One political expert said it will bode well if local Republicans distance themselves from what happened in Washington DC last week.
JACKSONVILLE, Fla. — Local Republicans are condemning the violent attack on the US Capitol. That riot is putting law enforcement officials on alert to prepare for unrest not just in DC, but around the country.
Despite last week’s insurrection, one of Jacksonville’s GOP leaders say their party’s future remains bright.
“What we saw play out last week was appalling and deeply regrettable, and a stain on the Republic frankly,” Dean Black, chairman of the Duval County Republican Party, said. “It occurred though, against the backdrop of a series of acts of political violence over the past several years.”
Black said he is not excusing the behavior of the protesters at the Capitol, or the behavior of what he said were political protests that occurred this summer during the social justice movement in wake of the deaths of George Floyd and Breonna Taylor.
Black said he is optimistic of the GOP’s future when mid-term elections arrive.
“The truth is, we have a future that’s very hopeful in the Republican party,” Black said. “We’re not happy about the election results at the top of the ticket, we very much wanted to re-elect President Trump, however we cannot forget we almost took Congress.”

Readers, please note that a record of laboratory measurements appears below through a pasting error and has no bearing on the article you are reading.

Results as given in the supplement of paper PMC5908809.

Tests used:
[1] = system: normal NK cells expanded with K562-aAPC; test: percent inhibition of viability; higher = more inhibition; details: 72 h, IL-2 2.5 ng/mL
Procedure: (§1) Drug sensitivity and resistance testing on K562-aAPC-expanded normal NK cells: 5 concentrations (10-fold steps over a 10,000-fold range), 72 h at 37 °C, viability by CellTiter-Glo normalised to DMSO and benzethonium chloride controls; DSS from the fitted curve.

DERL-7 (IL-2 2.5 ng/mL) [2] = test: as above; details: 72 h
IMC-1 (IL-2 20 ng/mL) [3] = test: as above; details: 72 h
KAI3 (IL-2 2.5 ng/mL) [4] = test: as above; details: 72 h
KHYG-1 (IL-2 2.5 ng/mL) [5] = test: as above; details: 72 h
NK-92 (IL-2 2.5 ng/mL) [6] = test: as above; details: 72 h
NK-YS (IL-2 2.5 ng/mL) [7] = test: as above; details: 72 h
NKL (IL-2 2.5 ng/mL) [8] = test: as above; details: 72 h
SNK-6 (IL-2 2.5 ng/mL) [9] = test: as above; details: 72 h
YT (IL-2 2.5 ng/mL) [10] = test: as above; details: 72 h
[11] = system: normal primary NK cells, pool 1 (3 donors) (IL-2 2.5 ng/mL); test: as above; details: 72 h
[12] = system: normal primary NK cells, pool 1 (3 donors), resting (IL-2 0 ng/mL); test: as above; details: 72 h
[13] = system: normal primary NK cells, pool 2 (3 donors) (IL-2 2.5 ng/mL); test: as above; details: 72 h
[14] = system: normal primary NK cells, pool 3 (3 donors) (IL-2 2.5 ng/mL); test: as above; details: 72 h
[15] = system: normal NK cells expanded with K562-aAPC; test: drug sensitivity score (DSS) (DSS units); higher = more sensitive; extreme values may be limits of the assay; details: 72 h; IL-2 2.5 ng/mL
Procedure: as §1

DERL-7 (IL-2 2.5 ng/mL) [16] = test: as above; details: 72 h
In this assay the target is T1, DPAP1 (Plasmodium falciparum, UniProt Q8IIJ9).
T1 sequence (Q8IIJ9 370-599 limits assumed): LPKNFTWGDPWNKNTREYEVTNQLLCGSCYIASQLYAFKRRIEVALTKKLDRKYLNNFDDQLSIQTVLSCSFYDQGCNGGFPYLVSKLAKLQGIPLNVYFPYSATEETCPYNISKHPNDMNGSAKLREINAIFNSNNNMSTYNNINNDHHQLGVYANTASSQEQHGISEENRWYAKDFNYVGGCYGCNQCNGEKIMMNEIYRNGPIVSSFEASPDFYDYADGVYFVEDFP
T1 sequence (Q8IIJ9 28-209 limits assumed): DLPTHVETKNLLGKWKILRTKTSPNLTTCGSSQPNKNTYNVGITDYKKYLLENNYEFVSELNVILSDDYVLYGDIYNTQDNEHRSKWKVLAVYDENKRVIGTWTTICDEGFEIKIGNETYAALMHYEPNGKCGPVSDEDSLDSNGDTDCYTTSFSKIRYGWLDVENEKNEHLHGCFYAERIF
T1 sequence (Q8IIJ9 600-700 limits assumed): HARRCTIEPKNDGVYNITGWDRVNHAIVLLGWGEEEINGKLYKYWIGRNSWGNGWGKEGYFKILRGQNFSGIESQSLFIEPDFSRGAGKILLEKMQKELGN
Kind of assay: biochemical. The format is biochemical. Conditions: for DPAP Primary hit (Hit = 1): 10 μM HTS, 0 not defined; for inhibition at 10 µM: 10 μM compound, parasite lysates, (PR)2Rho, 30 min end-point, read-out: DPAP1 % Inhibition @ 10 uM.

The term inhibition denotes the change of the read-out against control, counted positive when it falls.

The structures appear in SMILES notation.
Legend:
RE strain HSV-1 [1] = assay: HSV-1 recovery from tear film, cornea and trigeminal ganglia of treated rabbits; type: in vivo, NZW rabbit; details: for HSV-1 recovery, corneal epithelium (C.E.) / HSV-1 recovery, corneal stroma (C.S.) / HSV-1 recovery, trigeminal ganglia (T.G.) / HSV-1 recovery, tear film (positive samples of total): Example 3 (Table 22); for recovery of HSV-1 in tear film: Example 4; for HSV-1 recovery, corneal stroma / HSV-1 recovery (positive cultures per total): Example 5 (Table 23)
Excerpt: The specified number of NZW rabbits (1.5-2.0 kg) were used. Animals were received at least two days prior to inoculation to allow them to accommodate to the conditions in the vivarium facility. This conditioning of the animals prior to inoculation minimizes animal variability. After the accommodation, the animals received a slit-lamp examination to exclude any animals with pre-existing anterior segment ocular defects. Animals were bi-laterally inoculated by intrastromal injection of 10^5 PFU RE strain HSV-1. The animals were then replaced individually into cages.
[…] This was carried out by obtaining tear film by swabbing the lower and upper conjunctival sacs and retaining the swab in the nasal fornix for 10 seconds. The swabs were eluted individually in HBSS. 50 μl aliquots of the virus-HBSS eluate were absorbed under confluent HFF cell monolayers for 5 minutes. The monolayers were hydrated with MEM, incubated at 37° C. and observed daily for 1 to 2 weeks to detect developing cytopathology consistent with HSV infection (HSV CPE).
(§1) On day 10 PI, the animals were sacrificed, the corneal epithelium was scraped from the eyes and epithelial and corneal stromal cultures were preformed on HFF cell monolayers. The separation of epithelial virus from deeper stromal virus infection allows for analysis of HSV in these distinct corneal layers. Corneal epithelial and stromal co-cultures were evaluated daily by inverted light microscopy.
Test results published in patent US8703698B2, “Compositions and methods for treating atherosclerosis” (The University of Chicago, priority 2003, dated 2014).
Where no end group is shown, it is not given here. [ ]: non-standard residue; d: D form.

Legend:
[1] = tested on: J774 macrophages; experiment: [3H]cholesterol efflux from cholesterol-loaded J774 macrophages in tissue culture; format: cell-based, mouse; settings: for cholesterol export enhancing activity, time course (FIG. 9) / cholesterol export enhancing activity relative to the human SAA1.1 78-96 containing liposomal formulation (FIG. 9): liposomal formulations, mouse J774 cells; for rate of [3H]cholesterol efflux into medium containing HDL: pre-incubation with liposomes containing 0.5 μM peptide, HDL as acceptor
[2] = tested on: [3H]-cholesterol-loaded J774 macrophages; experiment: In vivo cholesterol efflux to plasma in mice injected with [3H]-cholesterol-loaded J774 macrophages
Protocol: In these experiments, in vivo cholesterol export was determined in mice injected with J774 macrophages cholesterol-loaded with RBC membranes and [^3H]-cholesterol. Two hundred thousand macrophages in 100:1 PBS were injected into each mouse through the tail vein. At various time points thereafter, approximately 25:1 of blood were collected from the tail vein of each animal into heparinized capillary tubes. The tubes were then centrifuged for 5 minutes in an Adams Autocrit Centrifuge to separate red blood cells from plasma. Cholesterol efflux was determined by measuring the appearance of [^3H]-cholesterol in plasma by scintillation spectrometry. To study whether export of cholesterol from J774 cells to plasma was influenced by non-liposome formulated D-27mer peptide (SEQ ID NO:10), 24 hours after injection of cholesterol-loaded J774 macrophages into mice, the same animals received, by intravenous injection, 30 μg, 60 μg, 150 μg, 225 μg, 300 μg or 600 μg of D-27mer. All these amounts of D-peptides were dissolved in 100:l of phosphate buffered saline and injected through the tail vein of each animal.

Despite President Trump’s loss, Black says those gains made elsewhere could stop Democrats from making what he calls radical changes.
“Like, ‘defund the police’ for example. And they are going to try and implement those things, and when they do, ordinary working citizens in Duval County and Northeast Florida, they are going to come up out of their chair,” Black said.
UNF political science professor Mike Binder is not sure what lasting effects the DC insurrection could have on the party.
“The elites, the elected officials, the vast majority whom are in some ways reliant on a lot of the votes that Trump got a couple of months ago, they’re in a tough position,” Binder said.
“Not all 74 million of the Trump voters are rabid, crazed, marching on Capitols and state houses, but some of them are, and how you balance that is a difficult issue for the Republican Party,” Binder added. “Trump leaving office was always going to be problematic for Republicans because he did bring in new voters and that helped a lot of people as we saw in the elections a few months ago.”
He said there is a juxtaposition of President Trump losing but the rest of the party doing well.
How it impacts Jacksonville voters remains to be seen.
“This isn’t a blue county by any stretch of the imagination,” Binder said. “But it’s not the old red one it used to be. We’ve seen a lot in the last week of real opposition to John Rutherford and his stance and at least objecting to the election certifications for some states.”
Binder said that issues like the outcome of a federal investigation into the botched JEA sale attempt or the pending agreement to develop Lot J, which may hurt the party’s strength locally.
“Even though [Mayor] Curry made efforts to bring the RNC here in the summer, I think that hurt him a little bit,” Binder said. “I think the more the Republicans can distance themselves from DC, the better off they are.”
As voters may be inclined to change their party registration, Black suspects any voters who leave the GOP will still vote for conservative policies and figures in the future elections.
“After they take a moment to process everything that’s just happened, many of them will be coming back and we will be reaching out to them,” Black said.
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